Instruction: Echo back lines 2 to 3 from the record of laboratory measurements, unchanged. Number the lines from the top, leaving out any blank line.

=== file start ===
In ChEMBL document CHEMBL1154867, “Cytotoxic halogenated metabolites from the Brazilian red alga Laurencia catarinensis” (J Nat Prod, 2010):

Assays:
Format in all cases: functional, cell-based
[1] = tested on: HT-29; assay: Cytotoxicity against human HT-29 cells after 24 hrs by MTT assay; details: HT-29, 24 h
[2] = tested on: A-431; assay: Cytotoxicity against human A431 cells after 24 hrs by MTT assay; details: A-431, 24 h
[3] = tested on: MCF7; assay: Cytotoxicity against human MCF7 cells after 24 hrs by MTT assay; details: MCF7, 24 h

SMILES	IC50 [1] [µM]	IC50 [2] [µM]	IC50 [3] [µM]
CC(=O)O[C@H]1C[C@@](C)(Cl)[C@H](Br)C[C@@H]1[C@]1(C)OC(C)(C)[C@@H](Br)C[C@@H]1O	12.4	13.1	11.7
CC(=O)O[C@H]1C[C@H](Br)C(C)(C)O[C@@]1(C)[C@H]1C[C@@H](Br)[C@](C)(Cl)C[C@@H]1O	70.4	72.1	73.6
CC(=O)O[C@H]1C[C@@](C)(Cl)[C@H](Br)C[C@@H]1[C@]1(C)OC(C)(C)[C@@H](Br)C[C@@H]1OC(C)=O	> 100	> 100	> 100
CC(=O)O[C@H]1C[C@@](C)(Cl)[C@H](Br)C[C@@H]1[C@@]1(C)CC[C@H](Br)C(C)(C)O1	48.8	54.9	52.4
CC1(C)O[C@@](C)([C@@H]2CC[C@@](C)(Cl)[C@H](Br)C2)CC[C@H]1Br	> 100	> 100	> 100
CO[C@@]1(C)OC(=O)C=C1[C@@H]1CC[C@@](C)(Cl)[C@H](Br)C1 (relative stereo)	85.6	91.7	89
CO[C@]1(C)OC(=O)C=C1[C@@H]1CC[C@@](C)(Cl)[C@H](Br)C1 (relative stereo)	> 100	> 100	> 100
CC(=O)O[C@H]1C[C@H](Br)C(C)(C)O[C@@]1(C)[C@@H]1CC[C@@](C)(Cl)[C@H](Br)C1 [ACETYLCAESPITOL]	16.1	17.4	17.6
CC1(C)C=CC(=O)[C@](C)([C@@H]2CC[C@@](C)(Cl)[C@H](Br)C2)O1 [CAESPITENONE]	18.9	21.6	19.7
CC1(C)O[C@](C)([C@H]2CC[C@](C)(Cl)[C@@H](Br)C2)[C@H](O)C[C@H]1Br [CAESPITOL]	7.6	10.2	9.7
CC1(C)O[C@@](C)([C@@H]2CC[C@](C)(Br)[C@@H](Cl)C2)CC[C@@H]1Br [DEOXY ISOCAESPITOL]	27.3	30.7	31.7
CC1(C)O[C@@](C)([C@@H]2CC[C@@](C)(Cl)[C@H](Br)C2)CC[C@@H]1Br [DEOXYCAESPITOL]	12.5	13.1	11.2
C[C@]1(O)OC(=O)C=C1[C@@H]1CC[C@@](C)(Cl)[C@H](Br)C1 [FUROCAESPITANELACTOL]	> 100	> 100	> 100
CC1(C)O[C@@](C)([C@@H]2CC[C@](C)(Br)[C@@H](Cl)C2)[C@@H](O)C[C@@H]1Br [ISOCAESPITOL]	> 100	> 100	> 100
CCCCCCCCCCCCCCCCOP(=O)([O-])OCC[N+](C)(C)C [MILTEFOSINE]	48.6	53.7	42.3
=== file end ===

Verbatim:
Assays:
Format in all cases: functional, cell-based